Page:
TABLE 5__________________________________________________________________________Full color standard modeCMY/K  HLIGHT       EDG          PAPA     DMPX1                       DMPX0                           USM DMPX6                                   DMPX5                                       VIDEO__________________________________________________________________________L      L    -- --  highlight                   L   H   0   H   L   FSD(CMY mode)  H    H  H   non-edge                   L   H   0   H   H   SD  H    L  H   color edge                   H   H   DMTF                               H   H   SD  H    L  L   black edge                   L   L   0   L   H   MINH      L    -- --  highlight                   L   H   0   H   L   FSD(BK mode)  H    H  H   non-edge                   L   H   0   H   H   SD  H    L  H   color edge                   L   H   0   H   H   SD  H    L  L   black edge                   H   L   VMTF                               H   H   SD__________________________________________________________________________

First, MTF correction of a pixel at a black edge (HLIGHT=H, EDG=L, PAPA=L) is explained. When black toners are used for printing (CMY/K=H), VIDEO37-30 is obtained by adding edge component VMTF7-0 of lightness to ordinary image data SD7-0 for edge emphasis. The edge component VMTF7-0 of lightness is used instead of an edge component DMTF7-0 of density because the former is more sensitive than the latter on an edge due to background. If the pixel composes a dot image, the edge emphases (or VMTF7-0) is limited according to the degree or density of dots. Thus, a Moire pattern is prevented to occur.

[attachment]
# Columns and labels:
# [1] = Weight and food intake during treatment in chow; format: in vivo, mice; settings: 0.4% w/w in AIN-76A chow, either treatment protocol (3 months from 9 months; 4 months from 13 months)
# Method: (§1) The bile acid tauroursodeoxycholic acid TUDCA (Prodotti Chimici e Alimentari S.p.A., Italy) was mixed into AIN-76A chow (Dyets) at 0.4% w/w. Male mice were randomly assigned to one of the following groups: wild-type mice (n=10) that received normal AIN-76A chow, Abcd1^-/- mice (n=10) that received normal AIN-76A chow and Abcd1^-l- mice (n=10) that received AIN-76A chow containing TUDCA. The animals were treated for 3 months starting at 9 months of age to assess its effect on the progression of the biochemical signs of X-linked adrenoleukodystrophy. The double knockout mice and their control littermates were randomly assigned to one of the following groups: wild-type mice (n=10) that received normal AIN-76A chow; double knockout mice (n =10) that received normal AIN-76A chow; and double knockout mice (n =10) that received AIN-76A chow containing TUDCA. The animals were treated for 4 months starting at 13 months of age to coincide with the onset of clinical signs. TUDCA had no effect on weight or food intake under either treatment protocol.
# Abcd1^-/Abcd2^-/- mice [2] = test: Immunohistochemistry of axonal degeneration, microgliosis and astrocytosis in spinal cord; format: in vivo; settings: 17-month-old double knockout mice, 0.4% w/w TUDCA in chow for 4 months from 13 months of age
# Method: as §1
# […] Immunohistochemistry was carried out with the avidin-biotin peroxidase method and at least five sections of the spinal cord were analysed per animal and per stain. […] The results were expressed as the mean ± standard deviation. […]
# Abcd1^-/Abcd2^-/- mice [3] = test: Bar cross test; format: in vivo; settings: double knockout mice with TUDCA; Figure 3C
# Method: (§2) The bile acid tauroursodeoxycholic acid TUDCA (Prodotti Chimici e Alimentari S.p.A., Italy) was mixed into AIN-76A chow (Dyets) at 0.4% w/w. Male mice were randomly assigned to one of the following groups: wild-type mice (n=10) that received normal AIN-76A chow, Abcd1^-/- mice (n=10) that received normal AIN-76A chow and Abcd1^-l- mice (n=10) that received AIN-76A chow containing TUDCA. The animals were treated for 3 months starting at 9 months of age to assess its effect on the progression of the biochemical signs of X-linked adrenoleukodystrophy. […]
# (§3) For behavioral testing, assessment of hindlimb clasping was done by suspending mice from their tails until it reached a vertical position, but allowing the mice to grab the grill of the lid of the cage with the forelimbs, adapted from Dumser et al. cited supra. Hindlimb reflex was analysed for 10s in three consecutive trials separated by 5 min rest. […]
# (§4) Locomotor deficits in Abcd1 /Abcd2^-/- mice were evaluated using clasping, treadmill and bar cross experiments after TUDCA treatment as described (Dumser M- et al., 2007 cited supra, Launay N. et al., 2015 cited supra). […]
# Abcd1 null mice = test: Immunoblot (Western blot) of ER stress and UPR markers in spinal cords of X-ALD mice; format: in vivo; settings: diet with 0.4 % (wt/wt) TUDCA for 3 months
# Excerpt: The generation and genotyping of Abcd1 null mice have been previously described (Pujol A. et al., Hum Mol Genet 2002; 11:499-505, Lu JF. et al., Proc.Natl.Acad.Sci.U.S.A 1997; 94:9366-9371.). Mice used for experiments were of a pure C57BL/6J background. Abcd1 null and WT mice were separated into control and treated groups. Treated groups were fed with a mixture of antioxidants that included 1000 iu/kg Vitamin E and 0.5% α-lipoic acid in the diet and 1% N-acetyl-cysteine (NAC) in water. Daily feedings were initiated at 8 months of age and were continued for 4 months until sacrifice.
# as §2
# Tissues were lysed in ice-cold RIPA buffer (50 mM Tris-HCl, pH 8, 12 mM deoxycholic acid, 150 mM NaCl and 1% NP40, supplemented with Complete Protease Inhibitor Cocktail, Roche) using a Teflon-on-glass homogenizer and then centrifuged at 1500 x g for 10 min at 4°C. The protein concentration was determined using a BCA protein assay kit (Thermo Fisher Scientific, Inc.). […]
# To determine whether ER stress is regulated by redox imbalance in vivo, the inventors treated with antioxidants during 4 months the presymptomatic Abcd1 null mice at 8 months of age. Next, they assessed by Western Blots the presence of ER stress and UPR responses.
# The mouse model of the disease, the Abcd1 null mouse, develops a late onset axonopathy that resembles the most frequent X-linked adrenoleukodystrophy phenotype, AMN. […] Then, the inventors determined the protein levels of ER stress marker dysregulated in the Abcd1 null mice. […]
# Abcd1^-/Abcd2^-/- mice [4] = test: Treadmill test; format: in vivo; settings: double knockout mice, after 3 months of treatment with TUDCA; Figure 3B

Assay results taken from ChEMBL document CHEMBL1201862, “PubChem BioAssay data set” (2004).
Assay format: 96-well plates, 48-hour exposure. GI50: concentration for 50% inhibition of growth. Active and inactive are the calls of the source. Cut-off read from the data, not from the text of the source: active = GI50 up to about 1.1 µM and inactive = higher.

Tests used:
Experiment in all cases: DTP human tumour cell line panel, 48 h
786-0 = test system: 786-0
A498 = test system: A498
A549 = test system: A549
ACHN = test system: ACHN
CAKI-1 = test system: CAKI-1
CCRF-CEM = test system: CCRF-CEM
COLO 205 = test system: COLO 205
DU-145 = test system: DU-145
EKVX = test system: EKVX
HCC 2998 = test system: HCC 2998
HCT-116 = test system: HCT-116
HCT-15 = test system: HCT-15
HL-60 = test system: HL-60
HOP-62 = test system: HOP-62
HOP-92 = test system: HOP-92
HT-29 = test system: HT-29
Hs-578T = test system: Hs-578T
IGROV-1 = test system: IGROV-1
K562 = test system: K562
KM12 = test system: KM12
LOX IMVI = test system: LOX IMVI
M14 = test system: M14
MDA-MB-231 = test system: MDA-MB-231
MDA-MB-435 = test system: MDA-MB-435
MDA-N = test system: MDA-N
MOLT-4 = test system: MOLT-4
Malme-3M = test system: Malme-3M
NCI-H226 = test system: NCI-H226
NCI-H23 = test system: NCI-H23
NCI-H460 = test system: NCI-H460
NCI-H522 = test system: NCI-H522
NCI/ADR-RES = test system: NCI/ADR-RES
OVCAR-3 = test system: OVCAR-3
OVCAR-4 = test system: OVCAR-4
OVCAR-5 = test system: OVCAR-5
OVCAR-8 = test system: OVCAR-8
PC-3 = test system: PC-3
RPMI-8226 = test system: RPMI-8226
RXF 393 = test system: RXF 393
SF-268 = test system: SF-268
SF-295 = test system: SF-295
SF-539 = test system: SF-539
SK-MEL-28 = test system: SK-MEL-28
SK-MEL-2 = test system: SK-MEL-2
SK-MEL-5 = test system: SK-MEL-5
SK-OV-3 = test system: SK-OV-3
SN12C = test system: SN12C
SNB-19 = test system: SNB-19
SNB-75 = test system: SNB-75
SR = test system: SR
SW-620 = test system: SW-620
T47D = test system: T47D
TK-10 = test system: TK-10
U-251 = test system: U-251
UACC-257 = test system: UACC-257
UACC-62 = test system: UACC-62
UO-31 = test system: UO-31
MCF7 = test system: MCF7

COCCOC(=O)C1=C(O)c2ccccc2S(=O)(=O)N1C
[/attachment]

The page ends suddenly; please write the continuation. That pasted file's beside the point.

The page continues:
When cyan, magenta or yellow toners are used for printing (CMY/K=L), edge emphasis is not performed, and a minimum data MIN7-0 is obtained in a 5*5 or 3*3 matrix as VIDEO37-30. Then a very narrow extended line at an edge as shown in FIG. 63A in an area represented with a dashed circle can be removed as shown in FIG. 63B. By using the minimum data MIN7-0, image data can be decreased to zero only inside a black character. Then, the black character can be printed with edge emphases without white peripheral lines as shown in FIG. 64A. If image data of cyan, magenta or yellow is subtracted by, for example, an edge detection quantity (such as FL17-10 or FL27-20 in this embodiment), white peripheral lines as shown in FIG. 64A are observed.

For a pixel in a color edge region (HLIGHT=H, EDG=L, PAPA=H), edge emphases is not performed when black toners are used in printing, and ordinary pixel data SD7-0 is used as VIDEO37-30. In other words, edge emphasis is not performed for an edge of a color character for black printing so that black fringe of a color character can be prevented. On the other hand, when cyan, magenta or yellow toners are used for printing, density edge component DTMF7-0 is added to the ordinary pixel data SD7-0 as VIDEO37-30.